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46 cannot be applied to other disciplines including edu- cational researchers. It was difficult to persuade physicists or biologists to work on mathestatics proJ ects or to keep theo' once they started. Similarly, mathematician contributed little or nothing to pro] ects in the other sciences. In general, little cross~disciplinary collaboration was perceived as r~ecessary in the 1960sc The climate for collabora- ti~re research is surely bet~ear now, ad in By view, the need much greater. Scow Obviously, the context of IS years ago cannot be recreated. Optimism about the ability to solve the ration' educational problems has diminished, while priorities have shifted to a concern with mathematical and scientific literacy for alla rather than emphasizing primarily preprofessionsl education. This new priority requires siren greater emphasis on collaborative work draw- ing on several disciplines and professions. Furthermore, current management styles and the funding exigencies char- acteristic of the relevant federal agencies probably pre- clude the style of project that produced ache reform cur- ricula of ache 1960s ~ Given these factors, adaptations or new social inventions are needed for conducting interdis- ciplinary research that focus on current priorities; deal with ache managerial and fiscal constraints of the 1980s; take advantage of advances in the social and behavioral sciences relevant to improving mathematics, sciences and techs~c~logy educations particularly the work on teaching and learning in these fields 9 Assad structure participation of teacher administrators, and other practitioners in a fashion that will alleviate the difficulties of imples~ent- ing educational improvements. Of particular concern in this connection is the paucity of courses that represen~c effective subjec~cnatter preparation for either preser- vice or in~sezvice teachersa high priority for s~ul~cidis- ciplinary research and developo~ent. EXAMPLES OF INTERDTSCIPLINARY RESEARCH IN OTHEt FIELDS The problem of how to involve scientists in interdis ciplinary research is not unique to education. Strat- egies and incentives that have led So success in other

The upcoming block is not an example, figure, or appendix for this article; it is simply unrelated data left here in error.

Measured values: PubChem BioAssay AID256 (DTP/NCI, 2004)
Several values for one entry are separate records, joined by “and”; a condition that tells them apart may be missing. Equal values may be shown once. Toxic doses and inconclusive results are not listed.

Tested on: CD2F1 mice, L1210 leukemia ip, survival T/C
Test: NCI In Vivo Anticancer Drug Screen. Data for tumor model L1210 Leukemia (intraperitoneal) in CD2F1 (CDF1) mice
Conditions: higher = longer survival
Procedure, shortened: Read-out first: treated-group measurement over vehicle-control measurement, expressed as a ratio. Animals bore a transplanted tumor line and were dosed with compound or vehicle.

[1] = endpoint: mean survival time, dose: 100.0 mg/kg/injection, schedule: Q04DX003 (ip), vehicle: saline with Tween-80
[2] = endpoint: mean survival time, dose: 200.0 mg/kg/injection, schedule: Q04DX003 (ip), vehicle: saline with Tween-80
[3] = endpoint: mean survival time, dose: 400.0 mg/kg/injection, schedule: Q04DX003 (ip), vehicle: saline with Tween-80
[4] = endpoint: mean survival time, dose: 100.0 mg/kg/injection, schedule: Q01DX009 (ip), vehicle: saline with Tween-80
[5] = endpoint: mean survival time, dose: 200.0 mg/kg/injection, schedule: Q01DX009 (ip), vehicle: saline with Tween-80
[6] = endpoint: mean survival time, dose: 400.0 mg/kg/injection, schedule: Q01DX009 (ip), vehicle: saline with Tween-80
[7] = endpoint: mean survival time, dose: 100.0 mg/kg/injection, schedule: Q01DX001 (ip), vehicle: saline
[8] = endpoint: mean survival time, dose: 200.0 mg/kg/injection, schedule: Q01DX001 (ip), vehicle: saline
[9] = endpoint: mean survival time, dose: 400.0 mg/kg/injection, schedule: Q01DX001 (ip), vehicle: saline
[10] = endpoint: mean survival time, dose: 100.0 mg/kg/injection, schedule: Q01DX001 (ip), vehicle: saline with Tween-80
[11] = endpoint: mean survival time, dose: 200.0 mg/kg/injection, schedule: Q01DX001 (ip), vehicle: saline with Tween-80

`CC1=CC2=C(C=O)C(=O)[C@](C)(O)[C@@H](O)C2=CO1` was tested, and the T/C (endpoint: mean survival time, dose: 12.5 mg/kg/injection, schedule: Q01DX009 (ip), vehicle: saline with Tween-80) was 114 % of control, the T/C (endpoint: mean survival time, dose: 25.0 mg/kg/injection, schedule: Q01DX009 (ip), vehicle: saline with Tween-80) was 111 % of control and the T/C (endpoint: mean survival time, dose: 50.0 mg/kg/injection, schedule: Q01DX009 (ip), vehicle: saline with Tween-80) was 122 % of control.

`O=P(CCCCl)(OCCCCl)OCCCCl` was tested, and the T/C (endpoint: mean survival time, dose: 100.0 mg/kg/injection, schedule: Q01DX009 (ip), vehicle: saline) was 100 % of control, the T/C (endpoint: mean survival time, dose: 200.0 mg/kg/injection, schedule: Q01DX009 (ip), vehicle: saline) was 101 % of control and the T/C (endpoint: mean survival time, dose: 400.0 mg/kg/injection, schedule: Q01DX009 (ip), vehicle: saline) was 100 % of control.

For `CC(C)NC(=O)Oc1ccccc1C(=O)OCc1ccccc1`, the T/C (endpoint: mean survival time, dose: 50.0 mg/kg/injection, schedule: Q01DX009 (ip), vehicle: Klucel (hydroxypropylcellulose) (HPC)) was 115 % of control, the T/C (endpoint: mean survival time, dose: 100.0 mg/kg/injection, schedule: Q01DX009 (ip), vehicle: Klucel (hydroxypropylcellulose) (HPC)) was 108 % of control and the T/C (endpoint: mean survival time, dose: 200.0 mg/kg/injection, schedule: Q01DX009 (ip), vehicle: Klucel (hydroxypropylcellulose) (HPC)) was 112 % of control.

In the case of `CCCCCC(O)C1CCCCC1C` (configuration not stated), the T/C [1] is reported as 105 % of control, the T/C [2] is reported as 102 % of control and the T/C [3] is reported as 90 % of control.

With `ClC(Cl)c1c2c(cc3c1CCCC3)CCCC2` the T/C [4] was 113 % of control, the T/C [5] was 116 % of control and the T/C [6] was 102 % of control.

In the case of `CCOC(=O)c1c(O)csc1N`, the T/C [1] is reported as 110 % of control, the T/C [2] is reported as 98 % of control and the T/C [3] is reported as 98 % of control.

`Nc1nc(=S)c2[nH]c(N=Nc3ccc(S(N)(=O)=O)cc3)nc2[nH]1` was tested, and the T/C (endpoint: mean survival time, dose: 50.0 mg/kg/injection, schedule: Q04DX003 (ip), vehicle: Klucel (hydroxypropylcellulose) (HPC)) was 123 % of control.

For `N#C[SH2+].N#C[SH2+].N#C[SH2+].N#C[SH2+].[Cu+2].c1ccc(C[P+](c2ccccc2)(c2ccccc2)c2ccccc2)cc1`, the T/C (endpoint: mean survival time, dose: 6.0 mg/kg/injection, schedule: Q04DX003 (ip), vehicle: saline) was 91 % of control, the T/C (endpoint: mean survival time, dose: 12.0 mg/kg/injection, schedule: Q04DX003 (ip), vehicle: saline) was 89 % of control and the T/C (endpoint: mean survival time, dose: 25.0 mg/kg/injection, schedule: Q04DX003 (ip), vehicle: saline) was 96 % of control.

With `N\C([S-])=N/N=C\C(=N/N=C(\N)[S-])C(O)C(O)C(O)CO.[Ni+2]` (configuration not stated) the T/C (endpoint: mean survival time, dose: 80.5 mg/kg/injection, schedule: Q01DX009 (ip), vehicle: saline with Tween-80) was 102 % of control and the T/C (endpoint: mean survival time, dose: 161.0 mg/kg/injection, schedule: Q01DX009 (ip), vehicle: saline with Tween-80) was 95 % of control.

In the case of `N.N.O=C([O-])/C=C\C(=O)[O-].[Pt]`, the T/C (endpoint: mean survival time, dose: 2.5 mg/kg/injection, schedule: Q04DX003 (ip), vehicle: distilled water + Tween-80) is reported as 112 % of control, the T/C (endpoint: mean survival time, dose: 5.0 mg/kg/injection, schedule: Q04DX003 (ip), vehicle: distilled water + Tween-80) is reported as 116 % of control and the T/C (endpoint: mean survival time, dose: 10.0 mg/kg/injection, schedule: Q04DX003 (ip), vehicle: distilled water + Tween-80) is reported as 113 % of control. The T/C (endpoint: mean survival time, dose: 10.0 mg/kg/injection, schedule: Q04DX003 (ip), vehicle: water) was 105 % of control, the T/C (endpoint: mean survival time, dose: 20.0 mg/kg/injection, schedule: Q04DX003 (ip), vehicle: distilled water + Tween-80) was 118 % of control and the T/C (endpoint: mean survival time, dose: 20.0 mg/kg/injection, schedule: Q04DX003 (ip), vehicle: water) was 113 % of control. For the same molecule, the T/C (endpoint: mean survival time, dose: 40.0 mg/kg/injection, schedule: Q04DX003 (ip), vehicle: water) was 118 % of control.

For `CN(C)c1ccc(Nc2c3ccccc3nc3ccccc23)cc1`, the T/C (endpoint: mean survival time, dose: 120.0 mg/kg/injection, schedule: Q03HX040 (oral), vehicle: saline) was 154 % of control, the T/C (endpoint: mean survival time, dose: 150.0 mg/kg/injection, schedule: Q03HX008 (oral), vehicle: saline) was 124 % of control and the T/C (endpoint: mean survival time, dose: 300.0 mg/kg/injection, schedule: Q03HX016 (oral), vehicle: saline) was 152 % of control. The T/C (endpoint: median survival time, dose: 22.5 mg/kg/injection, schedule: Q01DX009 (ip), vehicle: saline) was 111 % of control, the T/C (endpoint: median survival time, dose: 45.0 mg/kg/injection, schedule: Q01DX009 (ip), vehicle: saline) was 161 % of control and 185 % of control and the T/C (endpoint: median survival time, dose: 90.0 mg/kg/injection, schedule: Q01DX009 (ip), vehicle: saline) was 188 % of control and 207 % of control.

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47 fields can be examined for their possible application in education, provided differences in circumstance are clearly kept in mind. The Manhattan ProJect is often cited as the classic example of successful collaboration of scientists, mathematicians, engineers, and military professionals, though this collaboration was certainly not without tension. A very important factor in keeping the work going was that all the participants were highly committed to a specific and intensely patriotic goal. The crisis context of World War lI is probably impossible to re- create for mathematics and science education today O Other factors that may be more replicabla were Robert Oppenheimer's leadership and commitment to using multi disciplinary rather than parallel teams, his personal involvement in the recruitment of eminent scientists from different disciplines, the guarantee of sdeq''-te funding, and minimal constraint on ache research process by bureau- cra~cic or military procedures. These same factors also characterized the curricula projects of the 1960so Research involving several scientific and engineer- ing disciplines in cooperative work is the aim of the National Materials Program, created in 1960 with the establishment of interdisciplinary Laboratories O By 1969, more than 600 faculty members and 2,400 graduate students were participating in materials research in the 12 laboratories, and several thousand research papers were being produced each year. The original method of funding the laboratories through block grants to univer- sities rather than through grants to individual investi- gators had the goal of stimulating interdisciplinary administration of funds and delegation of authority to local institutions (Schwartz, 1985~. in 1972 the require meets were changed further to ensure that not only each laboratory but also individual projects would involve investigators from more than one discipline. Program elements that have helped promote interdisciplinary activity are Joint design and development of facilities by scientists from different disciplines, seminars by invited speakers, and inhouse seminars to help educate scientists about the cooperating fields outside their own disciplines . Environmental impact assessments, which have been funded by government agencies for several decades, often require the expertise of specialists from the natural sciences, engineering, and social sciences. Some of the assessments have failed to integrate the findings of the - -